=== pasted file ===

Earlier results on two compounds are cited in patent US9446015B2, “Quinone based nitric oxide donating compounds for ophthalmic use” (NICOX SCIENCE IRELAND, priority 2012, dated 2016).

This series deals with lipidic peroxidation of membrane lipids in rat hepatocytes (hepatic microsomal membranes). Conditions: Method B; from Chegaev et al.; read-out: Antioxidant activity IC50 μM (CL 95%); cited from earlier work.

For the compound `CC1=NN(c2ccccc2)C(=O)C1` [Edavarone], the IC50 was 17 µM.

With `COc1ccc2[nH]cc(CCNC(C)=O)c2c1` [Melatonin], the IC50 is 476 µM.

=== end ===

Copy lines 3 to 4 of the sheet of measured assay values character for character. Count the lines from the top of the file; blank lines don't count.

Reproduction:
For the compound `CC1=NN(c2ccccc2)C(=O)C1` [Edavarone], the IC50 was 17 µM.

With `COc1ccc2[nH]cc(CCNC(C)=O)c2c1` [Melatonin], the IC50 is 476 µM.